The sessions are among several Highlights of Past Programs, which also include videos of interviews with the artists Jim Dine and Robert Irwin. The Getty’s Museum Symposia section makes available papers from a 2006 symposium, “Looking at the Landscapes: Courbet and Modernism.”

CAA offers audio recordings from many other 2009 conference sessions, as well as from other recent conferences. Please visit CAA’s Conference Audio Recordings for more information.

The July CAA News has just been published and posted to the CAA website. All individual and institutional members can download a PDF of it now.

With this issue, CAA News returns to a digital-only format. The layout of the newsletter has changed to better fit your computer screen, and all images are now in color. If you prefer to read a hard copy, the printout pages are clear and readable.

Inside, CAA talks to Heather Darcy Bhandari and Jonathan Melber about their new book, Art/Work: Everything You Need to Know (and Do) As You Pursue Your Art Career (see pages 4–7). You can also read early details about the upcoming 2010 Annual Conference in Chicago: registration prices have just been announced (see page 16), and applications for a limited number of conference travel grants are available (pages 17–18).

Be sure to visit CAA News on the web on a regular basis. CAA will also continue using other forms of electronic communication—Facebook, Twitter, email blasts, and more—to get important organizational information to you.

Filed under: CAA News, Publications

CAA rounds up several legal issues related to the art and academic worlds.

US Ban on Muslim Scholar

Last week the US Court of Appeals for the Second Circuit reversed a lower court’s decision regarding Tariq Ramadan, a Swiss Muslim professor who was not allowed into the country to teach at the University of Notre Dame. The State Department revoked Ramadan’s visa in 2004 via the USA Patriot Act and then denied another one two years later because he contributed to a charity that was allegedly supporting Hamas, a Palestinian group that is a terrorist group in the eyes of the American government. Ramadan may now be able to dispute this claim, which could reinstate his visa status.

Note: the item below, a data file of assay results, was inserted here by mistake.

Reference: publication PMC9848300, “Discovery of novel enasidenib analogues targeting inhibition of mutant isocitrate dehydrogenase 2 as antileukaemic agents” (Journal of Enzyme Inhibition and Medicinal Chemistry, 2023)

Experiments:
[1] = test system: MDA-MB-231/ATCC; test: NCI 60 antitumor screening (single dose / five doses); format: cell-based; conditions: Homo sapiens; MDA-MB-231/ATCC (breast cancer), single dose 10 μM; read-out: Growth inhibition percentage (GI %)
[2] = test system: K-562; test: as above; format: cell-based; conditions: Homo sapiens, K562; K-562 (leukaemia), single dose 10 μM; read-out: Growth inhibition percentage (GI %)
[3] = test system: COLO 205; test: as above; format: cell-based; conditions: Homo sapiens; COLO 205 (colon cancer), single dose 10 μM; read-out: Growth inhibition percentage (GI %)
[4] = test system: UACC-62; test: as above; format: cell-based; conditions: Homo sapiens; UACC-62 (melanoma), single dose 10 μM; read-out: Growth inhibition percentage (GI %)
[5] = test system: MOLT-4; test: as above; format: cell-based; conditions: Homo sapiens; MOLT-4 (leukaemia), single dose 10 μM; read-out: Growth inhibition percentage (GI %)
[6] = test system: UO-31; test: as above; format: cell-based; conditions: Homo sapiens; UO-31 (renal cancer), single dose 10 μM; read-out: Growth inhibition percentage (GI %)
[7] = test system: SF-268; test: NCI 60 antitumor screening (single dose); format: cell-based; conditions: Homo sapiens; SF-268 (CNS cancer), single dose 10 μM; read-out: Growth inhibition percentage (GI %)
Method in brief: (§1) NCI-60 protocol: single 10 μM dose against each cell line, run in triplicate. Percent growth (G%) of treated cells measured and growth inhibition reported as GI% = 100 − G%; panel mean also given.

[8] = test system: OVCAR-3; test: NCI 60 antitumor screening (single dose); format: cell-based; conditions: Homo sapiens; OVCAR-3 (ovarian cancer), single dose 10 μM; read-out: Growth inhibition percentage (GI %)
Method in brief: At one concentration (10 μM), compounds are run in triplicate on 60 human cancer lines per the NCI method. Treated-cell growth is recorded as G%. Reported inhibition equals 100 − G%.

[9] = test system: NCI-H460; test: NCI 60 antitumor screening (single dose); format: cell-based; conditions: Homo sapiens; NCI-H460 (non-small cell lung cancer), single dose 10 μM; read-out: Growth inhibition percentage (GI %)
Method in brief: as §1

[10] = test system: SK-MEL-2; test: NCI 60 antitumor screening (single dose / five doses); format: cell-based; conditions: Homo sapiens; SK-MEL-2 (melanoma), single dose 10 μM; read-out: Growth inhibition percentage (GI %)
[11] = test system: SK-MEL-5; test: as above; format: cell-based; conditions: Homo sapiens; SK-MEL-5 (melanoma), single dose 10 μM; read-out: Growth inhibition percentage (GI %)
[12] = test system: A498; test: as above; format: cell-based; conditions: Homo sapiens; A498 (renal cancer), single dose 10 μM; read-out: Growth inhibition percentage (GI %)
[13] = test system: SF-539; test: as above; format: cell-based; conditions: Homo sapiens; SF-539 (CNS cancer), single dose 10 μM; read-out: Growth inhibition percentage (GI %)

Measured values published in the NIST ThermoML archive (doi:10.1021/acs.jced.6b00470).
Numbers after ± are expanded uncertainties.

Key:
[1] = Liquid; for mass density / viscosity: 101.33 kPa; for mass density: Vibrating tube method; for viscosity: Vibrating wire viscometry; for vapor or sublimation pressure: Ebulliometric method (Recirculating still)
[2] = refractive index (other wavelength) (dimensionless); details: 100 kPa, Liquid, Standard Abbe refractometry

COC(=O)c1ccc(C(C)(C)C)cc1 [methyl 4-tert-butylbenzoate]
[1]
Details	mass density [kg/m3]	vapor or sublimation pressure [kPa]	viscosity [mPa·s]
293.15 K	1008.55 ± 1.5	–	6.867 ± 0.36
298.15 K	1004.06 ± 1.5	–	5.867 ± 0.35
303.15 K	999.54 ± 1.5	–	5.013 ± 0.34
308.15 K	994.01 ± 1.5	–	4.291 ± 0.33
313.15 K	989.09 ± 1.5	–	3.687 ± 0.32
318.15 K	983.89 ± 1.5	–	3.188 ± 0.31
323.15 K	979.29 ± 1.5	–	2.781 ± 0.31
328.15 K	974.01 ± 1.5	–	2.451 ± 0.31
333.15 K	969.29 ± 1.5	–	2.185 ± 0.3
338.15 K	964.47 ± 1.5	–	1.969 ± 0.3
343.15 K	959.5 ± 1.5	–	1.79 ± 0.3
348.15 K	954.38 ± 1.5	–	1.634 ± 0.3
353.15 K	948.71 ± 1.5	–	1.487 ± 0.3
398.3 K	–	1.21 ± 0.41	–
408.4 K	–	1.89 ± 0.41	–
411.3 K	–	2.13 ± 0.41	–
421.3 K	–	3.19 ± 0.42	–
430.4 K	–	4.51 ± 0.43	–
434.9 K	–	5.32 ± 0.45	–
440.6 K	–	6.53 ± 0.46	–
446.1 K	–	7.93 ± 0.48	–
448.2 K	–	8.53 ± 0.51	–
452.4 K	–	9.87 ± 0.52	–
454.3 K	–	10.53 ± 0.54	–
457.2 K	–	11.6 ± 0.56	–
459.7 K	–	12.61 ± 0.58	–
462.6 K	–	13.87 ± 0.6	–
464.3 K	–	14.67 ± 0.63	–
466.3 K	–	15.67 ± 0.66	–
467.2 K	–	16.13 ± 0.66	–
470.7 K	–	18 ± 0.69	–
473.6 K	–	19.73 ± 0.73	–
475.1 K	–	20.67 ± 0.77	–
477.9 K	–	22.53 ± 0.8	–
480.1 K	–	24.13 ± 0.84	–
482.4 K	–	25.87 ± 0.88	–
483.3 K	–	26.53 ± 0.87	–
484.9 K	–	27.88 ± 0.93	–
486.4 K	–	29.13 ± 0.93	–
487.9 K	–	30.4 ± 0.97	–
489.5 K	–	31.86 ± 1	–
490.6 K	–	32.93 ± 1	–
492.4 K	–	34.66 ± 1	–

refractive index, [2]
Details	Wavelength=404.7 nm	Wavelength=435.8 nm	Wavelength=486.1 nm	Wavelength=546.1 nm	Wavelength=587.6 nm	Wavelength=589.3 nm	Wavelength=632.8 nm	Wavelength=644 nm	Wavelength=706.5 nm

Three groups—the American Academy of Religion, the American Association of University Professors, and PEN American Center—worked with the American Civil Liberties Union on the case. The New York Times has the story on the recent ruling.

Shepard Fairey’s Obama Poster

The photographer whose image was used in Shepard Fairey’s iconic poster of Barack Obama argues that the Associated Press, who is suing Fairey for copyright infringement, does not actually possess the photograph’s copyright. Erik Larsen at Bloomberg has more details.

National Gallery and Digital Images

The National Portrait Gallery in London is threatening a lawsuit against Derrick Coetzee, a Seattle man who downloaded thousands of high-resolution images from the museum’s website and posted many on Wikipedia. In the US, photographs of two-dimensional works of art are not protected by copyright because the photographs lack originality (per Bridgeman Art Library v. Corel Corp from 1999). In the UK, however, there is not a similar legal precedent. The Independent and the Guardian have reported on the developing story.

A Tennessee Court of Appeals ruled on Tuesday that the Georgia O’Keeffe Museum in Santa Fe, New Mexico, may not intervene in the sale of artworks that the late artist donated to Fisk University. For more than three years the cash-strapped Nashville school, which owns a substantial bequest that includes O’Keeffe’s famous Radiator Building – Night, New York (1927) and Marsden Hartley’s Painting No. 3 (1913), has wanted to sell those two paintings to—and share the display of many other works in the prized collection with—the Crystal Bridges Museum in Bentonville, Arkansas.

Travis Loller of the Associated Press and Jack Silverman of the Nashville Scene have more details.

CAA encourages you to sign a petition that supports the integrity and value of university and college art museums.